Tories threaten partition, once again

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The Tory Brexit campaign is sliding towards a “take it or leave it” showdown with the EU amid an increasingly bloody-minded approach by British officials.

There were furious condemnations this week of Tory extremist Jacob Rees-Mogg after he he said Britain could use “historic arrangements” to control the Irish population after Brexit.

“There would be our ability, as we had during the Troubles, to have people inspected,” he said.

“It’s not a border that everyone has to go through every day. But of course for security reasons during the Troubles, we kept a very close eye on the border to try and stop gun-running and things like that.”

Nationalist politicians have long warned that the British government is acting in bad faith in regard to the 1998 Good Friday peace Agreement.

Sinn Fein Assembly member Mairtin O Muilleoir said “Jacob Rees-Mogg and the Tory Brexiteers have again shown contempt and a complete disregard for the people of Ireland north and south.

“Anyone labouring under the misapprehension that the Tories care a jot about the north is living in a fool’s paradise.”

The SDLP’s Claire Hanna branded Rees-Mogg’s remarks as “pig ignorant”.

“It is offensive that a senior politician would use the ‘Troubles’ as benchmark for solving the border issue,” she said.

“This unguarded answer exposes how empty all the honeyed phrases about not returning to ‘the borders of the past’ over the last two years really are.”

There was no denial of the comments by Theresa May or others in the leadership of the Conservative Party. Instead, Theresa May indicated that a ‘no deal’ Brexit would “not be the end of the world”, again infuriating nationalist politicians.

Britain has previously pledged to maintain an open border in Ireland but has made no progress on agreeing how it would work. The deadline for an agreement is October, but that looks likely to slip to November. If no agreement is reached by then the prospect of a no-deal scenario or ‘crash Brexit’ looks increasingly likely.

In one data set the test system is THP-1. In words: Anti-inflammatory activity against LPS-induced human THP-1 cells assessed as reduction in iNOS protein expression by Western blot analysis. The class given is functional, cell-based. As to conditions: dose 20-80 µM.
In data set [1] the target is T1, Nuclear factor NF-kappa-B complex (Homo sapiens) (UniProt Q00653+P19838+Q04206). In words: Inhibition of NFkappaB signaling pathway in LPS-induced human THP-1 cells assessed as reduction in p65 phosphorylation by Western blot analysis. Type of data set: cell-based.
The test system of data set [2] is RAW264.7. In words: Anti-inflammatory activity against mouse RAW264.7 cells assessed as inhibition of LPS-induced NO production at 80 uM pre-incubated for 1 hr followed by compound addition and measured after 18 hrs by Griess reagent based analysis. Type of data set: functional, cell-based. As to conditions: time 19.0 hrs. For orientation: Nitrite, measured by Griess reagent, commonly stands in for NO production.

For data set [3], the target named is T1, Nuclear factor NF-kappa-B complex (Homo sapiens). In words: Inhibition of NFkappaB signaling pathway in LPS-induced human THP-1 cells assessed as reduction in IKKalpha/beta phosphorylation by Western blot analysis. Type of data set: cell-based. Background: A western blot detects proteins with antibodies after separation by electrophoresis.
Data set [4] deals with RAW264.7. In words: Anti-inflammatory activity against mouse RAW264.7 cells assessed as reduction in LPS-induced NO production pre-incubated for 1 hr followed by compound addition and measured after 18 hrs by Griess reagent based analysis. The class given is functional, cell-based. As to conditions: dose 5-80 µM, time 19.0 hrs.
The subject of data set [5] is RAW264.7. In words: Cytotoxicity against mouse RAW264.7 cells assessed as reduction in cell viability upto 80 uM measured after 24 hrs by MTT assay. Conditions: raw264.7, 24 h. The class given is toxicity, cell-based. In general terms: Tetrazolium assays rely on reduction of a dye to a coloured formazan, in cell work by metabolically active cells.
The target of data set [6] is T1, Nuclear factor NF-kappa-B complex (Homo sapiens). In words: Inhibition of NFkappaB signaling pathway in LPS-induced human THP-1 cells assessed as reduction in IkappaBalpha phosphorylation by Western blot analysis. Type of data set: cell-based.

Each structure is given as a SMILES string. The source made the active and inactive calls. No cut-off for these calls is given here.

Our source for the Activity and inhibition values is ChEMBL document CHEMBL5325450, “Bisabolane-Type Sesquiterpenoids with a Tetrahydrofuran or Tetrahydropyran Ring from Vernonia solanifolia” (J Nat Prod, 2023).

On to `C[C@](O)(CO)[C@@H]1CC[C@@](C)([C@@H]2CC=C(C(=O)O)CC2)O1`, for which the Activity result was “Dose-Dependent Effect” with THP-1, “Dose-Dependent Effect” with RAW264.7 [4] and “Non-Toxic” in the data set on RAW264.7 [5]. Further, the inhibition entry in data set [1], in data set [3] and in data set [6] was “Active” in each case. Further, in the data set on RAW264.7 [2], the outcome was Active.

Last week, ‘technical guidance’ published by the British government suggested cross-Border businesses should simply contact Dublin for advice in the event of a no-deal Brexit. This is in line with warnings that the British simply intend to launch a blame game against Brussels and Dublin over the return of border checks.

Sinn Fein’s northern leader Michelle O’Neill said the Tories had shown “absolute contempt and blatant disregard” for the people of the North. She called for a special London-Brussels meeting to solely deal with the North.

Party colleague Martina Anderson said it was becoming “clearer by the day” that the Tories are now actively planning for a no-deal Brexit, “whether by design or by accident as a result of the fact that they have no coherent strategy.” She accused Theresa May of “a total lack of empathy” and “disdain” for those in Ireland.

“It is characteristic of the attitude of Tory Brexiteers, particularly towards the north of Ireland where the true extent of a no-deal Brexit will be fell most acutely,” she said.

“Theresa May might not think it’s the end of the world but it will be the end of many of the rights we take for granted.”

Former Sinn Fein leader Gerry Adams said the British government had resiled from the ‘backstop’ agreement in December under which it said the North would remain within the single market and customs union in the absence of an overall deal.

“The onus therefore is on the Irish government to step up its engagement with the EU to ensure that Europe sticks to the backstop agreement and that everything is done to protect the two economies on this island and in particular the rights of EU citizens in the north,” he said.

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